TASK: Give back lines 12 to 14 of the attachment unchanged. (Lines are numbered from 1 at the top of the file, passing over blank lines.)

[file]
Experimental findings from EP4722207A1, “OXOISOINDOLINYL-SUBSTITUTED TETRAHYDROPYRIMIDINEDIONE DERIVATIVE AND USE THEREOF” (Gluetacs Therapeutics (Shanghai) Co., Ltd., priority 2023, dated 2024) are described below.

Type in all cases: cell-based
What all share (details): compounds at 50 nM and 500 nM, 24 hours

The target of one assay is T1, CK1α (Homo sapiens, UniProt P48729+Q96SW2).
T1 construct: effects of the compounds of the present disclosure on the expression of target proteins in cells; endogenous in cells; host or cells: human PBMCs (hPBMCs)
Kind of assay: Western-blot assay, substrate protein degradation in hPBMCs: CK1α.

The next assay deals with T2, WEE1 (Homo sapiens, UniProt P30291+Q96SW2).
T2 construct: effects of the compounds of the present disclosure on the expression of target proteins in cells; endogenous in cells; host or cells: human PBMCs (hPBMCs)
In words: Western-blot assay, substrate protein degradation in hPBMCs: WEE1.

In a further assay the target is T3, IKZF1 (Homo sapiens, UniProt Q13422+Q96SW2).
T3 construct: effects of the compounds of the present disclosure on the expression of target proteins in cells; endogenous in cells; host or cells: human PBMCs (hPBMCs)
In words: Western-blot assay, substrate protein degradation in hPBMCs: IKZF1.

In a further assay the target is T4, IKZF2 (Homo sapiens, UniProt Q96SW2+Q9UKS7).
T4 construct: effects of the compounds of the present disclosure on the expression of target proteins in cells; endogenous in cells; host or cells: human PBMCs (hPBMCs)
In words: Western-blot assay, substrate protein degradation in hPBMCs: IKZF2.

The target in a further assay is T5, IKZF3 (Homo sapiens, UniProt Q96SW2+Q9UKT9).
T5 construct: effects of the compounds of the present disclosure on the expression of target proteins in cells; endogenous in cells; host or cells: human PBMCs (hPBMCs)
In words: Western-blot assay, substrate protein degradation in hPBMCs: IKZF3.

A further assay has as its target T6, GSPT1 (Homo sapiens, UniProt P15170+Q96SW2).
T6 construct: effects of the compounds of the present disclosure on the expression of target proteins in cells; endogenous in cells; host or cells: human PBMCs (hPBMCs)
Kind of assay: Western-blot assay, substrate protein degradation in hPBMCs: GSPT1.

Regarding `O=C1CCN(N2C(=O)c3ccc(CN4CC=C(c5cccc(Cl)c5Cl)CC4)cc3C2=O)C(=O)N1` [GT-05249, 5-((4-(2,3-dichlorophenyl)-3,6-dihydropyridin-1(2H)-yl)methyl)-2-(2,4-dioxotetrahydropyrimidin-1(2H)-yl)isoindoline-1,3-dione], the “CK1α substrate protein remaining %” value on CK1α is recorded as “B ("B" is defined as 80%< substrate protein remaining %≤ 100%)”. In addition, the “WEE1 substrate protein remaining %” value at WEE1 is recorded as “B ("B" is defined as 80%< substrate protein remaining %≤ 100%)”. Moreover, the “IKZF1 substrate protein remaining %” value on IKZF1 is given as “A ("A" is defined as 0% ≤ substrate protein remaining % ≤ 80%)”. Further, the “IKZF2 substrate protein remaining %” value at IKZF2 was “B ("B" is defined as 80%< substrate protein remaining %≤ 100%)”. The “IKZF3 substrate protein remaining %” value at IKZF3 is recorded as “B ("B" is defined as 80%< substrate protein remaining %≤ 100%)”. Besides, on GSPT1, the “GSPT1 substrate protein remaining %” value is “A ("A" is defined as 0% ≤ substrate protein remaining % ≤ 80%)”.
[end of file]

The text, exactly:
In words: Western-blot assay, substrate protein degradation in hPBMCs: IKZF1.

In a further assay the target is T4, IKZF2 (Homo sapiens, UniProt Q96SW2+Q9UKS7).
T4 construct: effects of the compounds of the present disclosure on the expression of target proteins in cells; endogenous in cells; host or cells: human PBMCs (hPBMCs)